April 05, 2009

Minnesota efforts need coordination

Indian leaders, lawmakers try to save languages"Our Ojibwe language is officially in a state of crisis," Jourdain said. "We estimate that there are as few as 300 fluent language speakers remaining within our tribe. Our official tribal enrollment number is 9,397 members."

His tribe, like many others, is working on the issue, with a recent study resulting in a five-year plan to protect the language.

"This brings us one step closer to establishing a language immersion program on the reservation focusing on children and families," he said.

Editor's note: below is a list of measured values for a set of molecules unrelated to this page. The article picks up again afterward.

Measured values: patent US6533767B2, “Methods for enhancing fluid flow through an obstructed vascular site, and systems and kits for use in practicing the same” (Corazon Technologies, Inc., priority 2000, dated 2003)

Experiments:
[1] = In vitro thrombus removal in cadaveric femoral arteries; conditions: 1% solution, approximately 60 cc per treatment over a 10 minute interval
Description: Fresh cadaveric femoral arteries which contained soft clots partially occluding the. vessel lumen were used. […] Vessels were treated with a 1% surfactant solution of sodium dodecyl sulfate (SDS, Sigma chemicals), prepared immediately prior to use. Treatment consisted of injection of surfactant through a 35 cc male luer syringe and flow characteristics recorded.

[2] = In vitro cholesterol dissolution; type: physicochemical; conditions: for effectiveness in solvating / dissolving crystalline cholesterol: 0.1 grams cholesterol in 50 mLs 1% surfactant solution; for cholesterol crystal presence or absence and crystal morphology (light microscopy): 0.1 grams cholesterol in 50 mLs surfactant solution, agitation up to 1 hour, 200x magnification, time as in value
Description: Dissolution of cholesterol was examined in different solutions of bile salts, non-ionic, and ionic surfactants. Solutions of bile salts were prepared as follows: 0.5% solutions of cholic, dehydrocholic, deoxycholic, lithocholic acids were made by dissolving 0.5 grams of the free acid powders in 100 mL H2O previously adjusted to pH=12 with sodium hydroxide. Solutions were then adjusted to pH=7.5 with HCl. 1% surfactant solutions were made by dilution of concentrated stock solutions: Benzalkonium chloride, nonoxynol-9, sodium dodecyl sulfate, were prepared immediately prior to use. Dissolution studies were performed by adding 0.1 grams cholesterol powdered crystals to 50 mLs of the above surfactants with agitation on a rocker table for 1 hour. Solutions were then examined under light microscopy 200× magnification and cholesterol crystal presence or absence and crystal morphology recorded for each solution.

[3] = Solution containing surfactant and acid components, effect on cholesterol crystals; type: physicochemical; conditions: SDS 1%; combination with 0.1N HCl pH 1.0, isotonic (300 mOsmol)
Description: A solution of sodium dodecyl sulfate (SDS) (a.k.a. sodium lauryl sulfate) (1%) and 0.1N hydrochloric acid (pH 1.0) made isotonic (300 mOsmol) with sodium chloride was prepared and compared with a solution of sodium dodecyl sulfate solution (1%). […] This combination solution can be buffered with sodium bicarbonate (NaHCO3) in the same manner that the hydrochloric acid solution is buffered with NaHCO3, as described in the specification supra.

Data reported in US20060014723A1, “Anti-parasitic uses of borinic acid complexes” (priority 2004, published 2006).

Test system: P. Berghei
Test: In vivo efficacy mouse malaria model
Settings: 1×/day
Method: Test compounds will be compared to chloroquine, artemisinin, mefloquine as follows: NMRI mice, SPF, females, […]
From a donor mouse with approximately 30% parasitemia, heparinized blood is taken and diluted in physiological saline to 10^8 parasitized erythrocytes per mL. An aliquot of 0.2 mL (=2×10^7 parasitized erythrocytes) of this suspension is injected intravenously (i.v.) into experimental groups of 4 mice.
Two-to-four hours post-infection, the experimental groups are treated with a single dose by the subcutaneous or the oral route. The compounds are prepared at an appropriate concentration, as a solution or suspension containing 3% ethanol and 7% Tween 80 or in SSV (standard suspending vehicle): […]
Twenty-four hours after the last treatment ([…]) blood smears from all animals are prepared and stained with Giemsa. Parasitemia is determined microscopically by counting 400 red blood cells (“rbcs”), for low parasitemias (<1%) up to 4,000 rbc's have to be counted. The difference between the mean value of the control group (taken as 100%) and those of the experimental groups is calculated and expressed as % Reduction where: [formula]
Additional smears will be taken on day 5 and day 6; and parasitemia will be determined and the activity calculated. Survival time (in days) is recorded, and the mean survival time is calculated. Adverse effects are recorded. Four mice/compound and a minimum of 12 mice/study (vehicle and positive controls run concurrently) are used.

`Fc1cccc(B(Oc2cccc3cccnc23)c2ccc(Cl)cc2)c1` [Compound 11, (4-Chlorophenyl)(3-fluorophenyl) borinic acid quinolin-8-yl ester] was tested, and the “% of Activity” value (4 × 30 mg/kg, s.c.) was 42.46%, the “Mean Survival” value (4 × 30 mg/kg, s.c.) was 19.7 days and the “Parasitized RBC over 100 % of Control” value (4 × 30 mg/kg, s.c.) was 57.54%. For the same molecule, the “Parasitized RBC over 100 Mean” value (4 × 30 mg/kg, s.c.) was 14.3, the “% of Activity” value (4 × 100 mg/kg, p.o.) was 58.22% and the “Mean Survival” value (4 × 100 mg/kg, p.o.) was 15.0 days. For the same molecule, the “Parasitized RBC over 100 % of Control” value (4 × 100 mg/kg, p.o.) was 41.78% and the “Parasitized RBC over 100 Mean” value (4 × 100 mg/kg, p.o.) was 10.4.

But Native Americans talking to legislative committees said coordination is needed, including with the state education system.

"We are all recreating the wheel," said Marisa Carr, who has translated school books into Dakota and Ojibwe.
And:Turning the tide is the goal of legislative bills sponsored by Olson and Rep. Kent Eken, DFL-Twin Valley.

The bills' bottom line is to create an inventory of existing language programs on the 11 Minnesota reservations, including school curriculum, and find ways to spread Indian language education.

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